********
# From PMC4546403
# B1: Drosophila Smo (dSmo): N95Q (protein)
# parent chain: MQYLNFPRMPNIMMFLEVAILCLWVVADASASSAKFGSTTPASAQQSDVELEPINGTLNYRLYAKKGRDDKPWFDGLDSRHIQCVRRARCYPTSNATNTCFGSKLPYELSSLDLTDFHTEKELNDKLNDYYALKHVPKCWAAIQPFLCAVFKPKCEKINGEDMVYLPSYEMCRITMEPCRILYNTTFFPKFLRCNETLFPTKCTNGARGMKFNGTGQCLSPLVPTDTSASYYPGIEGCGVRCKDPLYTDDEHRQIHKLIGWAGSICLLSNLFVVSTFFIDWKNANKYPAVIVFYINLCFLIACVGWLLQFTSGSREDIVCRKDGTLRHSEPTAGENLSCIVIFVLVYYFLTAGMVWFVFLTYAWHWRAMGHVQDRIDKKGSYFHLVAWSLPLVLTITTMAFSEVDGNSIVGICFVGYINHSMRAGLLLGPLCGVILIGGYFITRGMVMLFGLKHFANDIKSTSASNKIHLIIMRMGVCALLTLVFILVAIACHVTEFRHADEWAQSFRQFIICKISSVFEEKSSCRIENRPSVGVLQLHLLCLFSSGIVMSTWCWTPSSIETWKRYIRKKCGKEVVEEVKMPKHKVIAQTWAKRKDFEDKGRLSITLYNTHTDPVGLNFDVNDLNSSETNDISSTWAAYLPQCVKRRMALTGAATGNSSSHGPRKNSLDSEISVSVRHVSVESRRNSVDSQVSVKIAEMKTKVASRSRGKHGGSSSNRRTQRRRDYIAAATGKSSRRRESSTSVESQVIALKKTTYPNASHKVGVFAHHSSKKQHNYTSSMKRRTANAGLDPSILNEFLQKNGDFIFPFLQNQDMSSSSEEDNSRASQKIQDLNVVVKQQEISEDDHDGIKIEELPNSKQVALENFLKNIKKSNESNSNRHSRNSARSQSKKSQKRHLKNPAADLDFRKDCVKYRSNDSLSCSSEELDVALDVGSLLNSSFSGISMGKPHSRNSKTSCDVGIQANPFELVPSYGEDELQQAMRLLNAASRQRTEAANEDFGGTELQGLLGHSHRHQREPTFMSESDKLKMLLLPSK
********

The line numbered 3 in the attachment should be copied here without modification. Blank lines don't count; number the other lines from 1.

# parent chain: MQYLNFPRMPNIMMFLEVAILCLWVVADASASSAKFGSTTPASAQQSDVELEPINGTLNYRLYAKKGRDDKPWFDGLDSRHIQCVRRARCYPTSNATNTCFGSKLPYELSSLDLTDFHTEKELNDKLNDYYALKHVPKCWAAIQPFLCAVFKPKCEKINGEDMVYLPSYEMCRITMEPCRILYNTTFFPKFLRCNETLFPTKCTNGARGMKFNGTGQCLSPLVPTDTSASYYPGIEGCGVRCKDPLYTDDEHRQIHKLIGWAGSICLLSNLFVVSTFFIDWKNANKYPAVIVFYINLCFLIACVGWLLQFTSGSREDIVCRKDGTLRHSEPTAGENLSCIVIFVLVYYFLTAGMVWFVFLTYAWHWRAMGHVQDRIDKKGSYFHLVAWSLPLVLTITTMAFSEVDGNSIVGICFVGYINHSMRAGLLLGPLCGVILIGGYFITRGMVMLFGLKHFANDIKSTSASNKIHLIIMRMGVCALLTLVFILVAIACHVTEFRHADEWAQSFRQFIICKISSVFEEKSSCRIENRPSVGVLQLHLLCLFSSGIVMSTWCWTPSSIETWKRYIRKKCGKEVVEEVKMPKHKVIAQTWAKRKDFEDKGRLSITLYNTHTDPVGLNFDVNDLNSSETNDISSTWAAYLPQCVKRRMALTGAATGNSSSHGPRKNSLDSEISVSVRHVSVESRRNSVDSQVSVKIAEMKTKVASRSRGKHGGSSSNRRTQRRRDYIAAATGKSSRRRESSTSVESQVIALKKTTYPNASHKVGVFAHHSSKKQHNYTSSMKRRTANAGLDPSILNEFLQKNGDFIFPFLQNQDMSSSSEEDNSRASQKIQDLNVVVKQQEISEDDHDGIKIEELPNSKQVALENFLKNIKKSNESNSNRHSRNSARSQSKKSQKRHLKNPAADLDFRKDCVKYRSNDSLSCSSEELDVALDVGSLLNSSFSGISMGKPHSRNSKTSCDVGIQANPFELVPSYGEDELQQAMRLLNAASRQRTEAANEDFGGTELQGLLGHSHRHQREPTFMSESDKLKMLLLPSK